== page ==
• And some of the other things? Chores such as laundry, ironing, cleaning, which I'm not going to say are exciting, but it only takes 6 hours a week. On the plus side, I'm busting some cool dance moves whilst mopping the floor - what do you think of my floor mopping playlist? Grocery shopping, which I don't mind at all. I sold my car, it took a day overall, renewed my visa which is another day (long story, but I have to travel in and out of the country for that), driving to the low cost bottle shop takes a morning but saves over 30% compared to the local store. These are relatively neutral in the working versus early retirement comparison, but I get the chores done and out of the way before the weekend. 

 

  • Also, October was a quieter month. In comparison, February was skiing in France, in May to Prague and Berlin, July/August to UK, France and Switzerland, and in September I took Sam to university. Perhaps if I'd picked one of those months it would appear more exciting. I've spent 8 weeks travelling this year, and I sure didn't get that much vacation time when I worked. Is that another "way to go!" for early retirement?

 

Having taken that closer look, yep, I'm happy with early retirement so far. A simpler approach is to just say what I feel, how am I finding early retirement, do I like how I'm filling my days, am I bored, am I lonely and missing the social interaction from work, do I have a purpose, what about the future? My answers after 10 months of early retirement are:

 

  • I'm not bored. I'm enjoying the new things that I do and I'm excited (and a bit scared) about our future travel plans.

 

  • I'm not lonely or missing social contact. In fact, within the 23 (old work) days that my October journal covers, I had lengthy social engagements on 26 occasions (running and cycling with friends, coffee meet ups, car sale process, visa renewal, visitors).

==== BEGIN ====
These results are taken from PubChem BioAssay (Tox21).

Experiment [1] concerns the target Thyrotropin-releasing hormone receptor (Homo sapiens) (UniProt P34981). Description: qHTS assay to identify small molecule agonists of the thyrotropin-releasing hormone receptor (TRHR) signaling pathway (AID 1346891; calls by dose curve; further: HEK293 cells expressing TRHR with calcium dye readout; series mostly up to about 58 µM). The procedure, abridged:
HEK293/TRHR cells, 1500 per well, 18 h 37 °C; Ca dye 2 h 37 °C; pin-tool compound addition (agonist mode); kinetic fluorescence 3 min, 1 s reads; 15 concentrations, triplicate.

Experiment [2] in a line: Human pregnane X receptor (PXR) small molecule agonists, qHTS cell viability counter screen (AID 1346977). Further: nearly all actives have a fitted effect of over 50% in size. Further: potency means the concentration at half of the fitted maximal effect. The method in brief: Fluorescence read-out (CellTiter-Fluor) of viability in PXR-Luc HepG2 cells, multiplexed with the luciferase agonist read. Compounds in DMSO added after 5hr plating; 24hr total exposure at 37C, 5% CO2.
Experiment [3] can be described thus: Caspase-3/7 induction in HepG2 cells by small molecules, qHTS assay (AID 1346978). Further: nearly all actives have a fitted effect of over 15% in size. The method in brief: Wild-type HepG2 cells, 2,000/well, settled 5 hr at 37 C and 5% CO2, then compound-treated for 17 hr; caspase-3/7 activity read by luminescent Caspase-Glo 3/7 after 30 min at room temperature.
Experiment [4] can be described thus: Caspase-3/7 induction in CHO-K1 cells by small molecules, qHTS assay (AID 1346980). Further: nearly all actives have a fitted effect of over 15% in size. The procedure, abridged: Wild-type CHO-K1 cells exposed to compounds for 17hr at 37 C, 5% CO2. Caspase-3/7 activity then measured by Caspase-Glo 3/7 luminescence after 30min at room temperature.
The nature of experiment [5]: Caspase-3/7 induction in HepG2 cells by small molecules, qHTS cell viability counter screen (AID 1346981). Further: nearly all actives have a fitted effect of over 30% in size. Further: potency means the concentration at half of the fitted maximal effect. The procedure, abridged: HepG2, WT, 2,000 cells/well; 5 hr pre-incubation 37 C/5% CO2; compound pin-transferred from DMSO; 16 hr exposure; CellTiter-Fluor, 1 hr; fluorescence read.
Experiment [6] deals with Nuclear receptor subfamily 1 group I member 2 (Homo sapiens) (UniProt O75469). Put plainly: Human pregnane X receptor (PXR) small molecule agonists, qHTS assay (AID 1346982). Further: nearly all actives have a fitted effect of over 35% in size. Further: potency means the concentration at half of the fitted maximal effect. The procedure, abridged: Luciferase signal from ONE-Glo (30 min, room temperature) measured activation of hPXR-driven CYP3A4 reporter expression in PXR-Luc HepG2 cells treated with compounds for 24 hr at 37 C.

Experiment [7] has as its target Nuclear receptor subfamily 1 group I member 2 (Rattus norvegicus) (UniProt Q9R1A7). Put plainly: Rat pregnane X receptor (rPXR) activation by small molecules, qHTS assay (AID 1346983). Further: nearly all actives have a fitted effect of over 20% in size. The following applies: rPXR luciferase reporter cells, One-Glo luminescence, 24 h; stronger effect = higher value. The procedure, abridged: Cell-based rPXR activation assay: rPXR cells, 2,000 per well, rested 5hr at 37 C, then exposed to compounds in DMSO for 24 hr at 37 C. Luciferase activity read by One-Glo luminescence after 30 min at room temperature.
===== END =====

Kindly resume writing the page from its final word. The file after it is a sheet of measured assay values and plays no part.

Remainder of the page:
• Do I have a purpose, the reason for being excited to jump out of bed each morning? This is a more tricky question. I think the answer is yes for now, but I may need to figure this out a bit more for the long term.

 

  • And the future? I'm now understanding that early retirement is an evolution. I've started the journey, and I'm very happy with it so far and will continue to grow into it. I'm sure I'll stick with some of the things that I'm doing now, others will fall away, and some new things will come along. That I don't yet know what these new things will be is not a bad thing, on the contrary, I like that there is discovery in the future. Having financial independence/financial freedom puts me in the position to choose what the future looks like, and I like that a lot.

 

As I wind this post up, it's interesting to see how my thoughts have already evolved. I thought my early retirement life had to be thrilling - if I hadn't been skydiving in the morning and scuba diving in the afternoon, then I had somehow underachieved. I've since figured out that this is daft. I've retired early, not had a brain, personality and body transplant, so the reality is that I'm going to enjoy much the same things as I did before.

 

The difference is that early retirement gives me the time and the freedom to do more of what I know I already enjoy, with a few new things thrown in as well. So when I look back at my table of activities for October, I accept that they may look uninspiring to some, but I had a choice and they are what I chose to do, and I'm therefore happy with them. And if I want to do something different in the future, then I can, because I have the freedom to do that. 

 

It is that freedom to choose that is so precious. If I compare to when I worked a corporate job, I didn't have that freedom - employers tend to call the shots. I'm not knocking work, I had a good and mostly rewarding career, it's just that I've been there, done it, got the T-shirt. But I've now moved on, and I'm liking the new retired early T-shirt that I'm wearing. So far it seems to fit just fine.

 

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About Me

I think I'm a normal kind of guy, although I've perhaps had a slightly non-typical life in some respects.  I'm from the UK, 47 years old, married to Sally and with two